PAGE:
Although the majority of the population of Iran subscribe it Islam and it is located in the Middle East, the people of Iran can trace their ancestry back to ancient Persian lines. Persian, rather than Arabic, is the dominant language, and many of the customs retain elements of Persian Zoroastrianism. Although the sacred parts of the wedding ceremony, such as the reading of religious passages, are now conducted in the traditional Muslim way (with readings from the Quran as well as blessings such as the Kitbah), there are many aspects that still reflect ancient Iranian heritage.
Expensive weddings and mass weddings
Weddings in Iran are very expensive affairs; and there are more weddings in the countryside than there are in rural areas, even though those living in cities tend to have more economic security.
Iranian weddings are meant to be very public celebrations, taking place in front of as many people as possible. Bride prices are perhaps higher in Iran than in any other Muslim country; they are so high in fact that to many, they are almost prohibitive. The cost for a bride includes not only gifts for her and her family, but also the entire cost of the reception, which as mentioned is typically very large and very long.
In order to offset these costs, many Iranian couples are no longer having the traditional large ceremony, instead electing the Muslim equivalent of eloping (the marriage is still blessed by the imam, but there is no contract. This is usually very hard on the bride, who must bear the wrath of her parents). Another way in which Iranians are offsetting the cost of nuptials is by getting married in a ceremony involving two, three, or more other couples. This way, the costs are shared by all.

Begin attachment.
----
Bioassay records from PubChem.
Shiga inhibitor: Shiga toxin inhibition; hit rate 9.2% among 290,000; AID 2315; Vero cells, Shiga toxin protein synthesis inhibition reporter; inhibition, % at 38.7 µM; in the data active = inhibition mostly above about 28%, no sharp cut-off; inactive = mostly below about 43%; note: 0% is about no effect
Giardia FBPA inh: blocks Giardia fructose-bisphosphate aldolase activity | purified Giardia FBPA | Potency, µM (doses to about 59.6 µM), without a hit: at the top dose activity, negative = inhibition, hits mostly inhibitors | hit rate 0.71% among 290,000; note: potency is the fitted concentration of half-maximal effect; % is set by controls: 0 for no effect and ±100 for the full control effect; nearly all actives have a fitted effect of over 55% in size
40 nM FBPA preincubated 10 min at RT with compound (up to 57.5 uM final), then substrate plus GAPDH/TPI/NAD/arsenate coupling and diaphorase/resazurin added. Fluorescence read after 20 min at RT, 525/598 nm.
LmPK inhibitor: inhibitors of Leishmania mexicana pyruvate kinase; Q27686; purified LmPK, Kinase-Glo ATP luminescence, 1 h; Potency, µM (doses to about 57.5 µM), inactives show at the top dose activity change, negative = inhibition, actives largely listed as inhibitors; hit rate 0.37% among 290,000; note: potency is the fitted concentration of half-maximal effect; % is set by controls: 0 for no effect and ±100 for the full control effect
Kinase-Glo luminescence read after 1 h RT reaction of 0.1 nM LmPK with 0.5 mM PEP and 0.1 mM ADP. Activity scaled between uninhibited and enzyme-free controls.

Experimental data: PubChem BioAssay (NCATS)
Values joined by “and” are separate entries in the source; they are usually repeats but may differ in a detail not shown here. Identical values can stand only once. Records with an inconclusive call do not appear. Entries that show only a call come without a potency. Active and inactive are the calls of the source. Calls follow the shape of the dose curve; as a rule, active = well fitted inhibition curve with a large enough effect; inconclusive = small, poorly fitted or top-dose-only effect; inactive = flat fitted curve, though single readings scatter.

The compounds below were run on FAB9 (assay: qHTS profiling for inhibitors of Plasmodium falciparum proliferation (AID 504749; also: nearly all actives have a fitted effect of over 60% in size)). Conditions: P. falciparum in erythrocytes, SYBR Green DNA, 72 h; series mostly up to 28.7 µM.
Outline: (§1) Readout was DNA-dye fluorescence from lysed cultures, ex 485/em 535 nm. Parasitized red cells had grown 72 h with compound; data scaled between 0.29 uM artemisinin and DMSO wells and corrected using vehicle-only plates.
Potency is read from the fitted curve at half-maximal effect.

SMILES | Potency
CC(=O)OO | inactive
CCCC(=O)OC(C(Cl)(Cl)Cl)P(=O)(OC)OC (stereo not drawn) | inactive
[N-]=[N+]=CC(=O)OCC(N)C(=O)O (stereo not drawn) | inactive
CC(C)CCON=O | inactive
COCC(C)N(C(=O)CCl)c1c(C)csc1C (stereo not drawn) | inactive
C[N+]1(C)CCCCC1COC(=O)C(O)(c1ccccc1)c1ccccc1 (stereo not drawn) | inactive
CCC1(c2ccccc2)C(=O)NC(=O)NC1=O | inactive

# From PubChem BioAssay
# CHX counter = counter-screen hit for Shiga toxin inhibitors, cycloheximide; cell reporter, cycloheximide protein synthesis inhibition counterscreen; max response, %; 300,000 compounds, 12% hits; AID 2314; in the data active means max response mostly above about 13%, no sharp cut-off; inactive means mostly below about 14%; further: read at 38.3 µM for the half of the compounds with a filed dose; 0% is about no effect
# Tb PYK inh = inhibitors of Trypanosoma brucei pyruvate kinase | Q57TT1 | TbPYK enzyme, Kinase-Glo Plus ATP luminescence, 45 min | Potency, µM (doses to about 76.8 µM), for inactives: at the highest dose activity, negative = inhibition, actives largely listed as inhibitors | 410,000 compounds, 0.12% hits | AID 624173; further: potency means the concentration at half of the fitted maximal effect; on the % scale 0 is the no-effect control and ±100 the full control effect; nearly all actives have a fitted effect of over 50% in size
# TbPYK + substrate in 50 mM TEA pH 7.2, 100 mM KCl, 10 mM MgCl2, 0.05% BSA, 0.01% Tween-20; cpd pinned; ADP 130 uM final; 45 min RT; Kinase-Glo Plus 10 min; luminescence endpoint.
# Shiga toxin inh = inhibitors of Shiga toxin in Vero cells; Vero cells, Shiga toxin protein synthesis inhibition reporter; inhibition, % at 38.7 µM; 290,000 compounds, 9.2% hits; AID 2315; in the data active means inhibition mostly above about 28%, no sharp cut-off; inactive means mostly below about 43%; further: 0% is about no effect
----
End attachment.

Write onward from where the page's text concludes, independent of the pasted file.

Both ceremony and reception take place at the house of the bride’s parents. The ceremony is started when the guests begin arriving.
The Persian ceremony includes the ceremony itself (Aghd) and the reception of three to seven days (Jashn-e Aroosi). There is a very elaborate floor spread set up for Aghd, including several kinds of food and decorations (Sofreh-ye Aghd), all with a significance of their own. The spread is set up so that faces east towards the light:
• Spread.The elaborate cloth placed underneath the set up on the floor is passed down from mother to daughter. It is made of expensive cashmere, satin, or silk, and is embroidered.
• A tray of herbs and spices. There are seven different elements on this tray, each with a different color. The herbs and the colors are said to ward off evil spirits.
• Mirrors and candles. A mirror is placed in front of where the couple will sit, with two candles on either side. This arrangement again symbolizes light, and the candles unity. The bride sits down veiled but then removes the veil, and so the first thing a groom sees at the table is a reflection of his bride.
• Fertility symbols. Several types of nuts in shells as well as eggs are placed on the spread to symbolize the wishes of a fertile union.
• The Quran. A copy of the Quran is opened to the middle and placed in the center of the spread. A prayer rug and prayer kit is also placed on the center of the spread.
• Coins and various sweets. A bowl of coins is used to bring wealth, and there are several sweet pastries that represent the sweetness of the new life and also to share with guests.
During the ceremony, the bride and groom often have the sugar from special sugar cones shaved off by guests and onto their heads. This is thought to bring good fortune, as well as representing a wish that their new life will be filled with joy (sweetness). The bride will keep these cones as souvenirs and for good luck.